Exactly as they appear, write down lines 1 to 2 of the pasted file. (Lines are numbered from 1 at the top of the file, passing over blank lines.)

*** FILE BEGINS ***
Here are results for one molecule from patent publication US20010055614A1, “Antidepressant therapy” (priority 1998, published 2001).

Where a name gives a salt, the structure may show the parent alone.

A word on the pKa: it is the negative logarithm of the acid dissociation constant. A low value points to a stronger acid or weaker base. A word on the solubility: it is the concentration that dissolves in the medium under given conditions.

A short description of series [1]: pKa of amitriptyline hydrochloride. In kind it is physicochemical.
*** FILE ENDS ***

Here are results for one molecule from patent publication US20010055614A1, “Antidepressant therapy” (priority 1998, published 2001).

Where a name gives a salt, the structure may show the parent alone.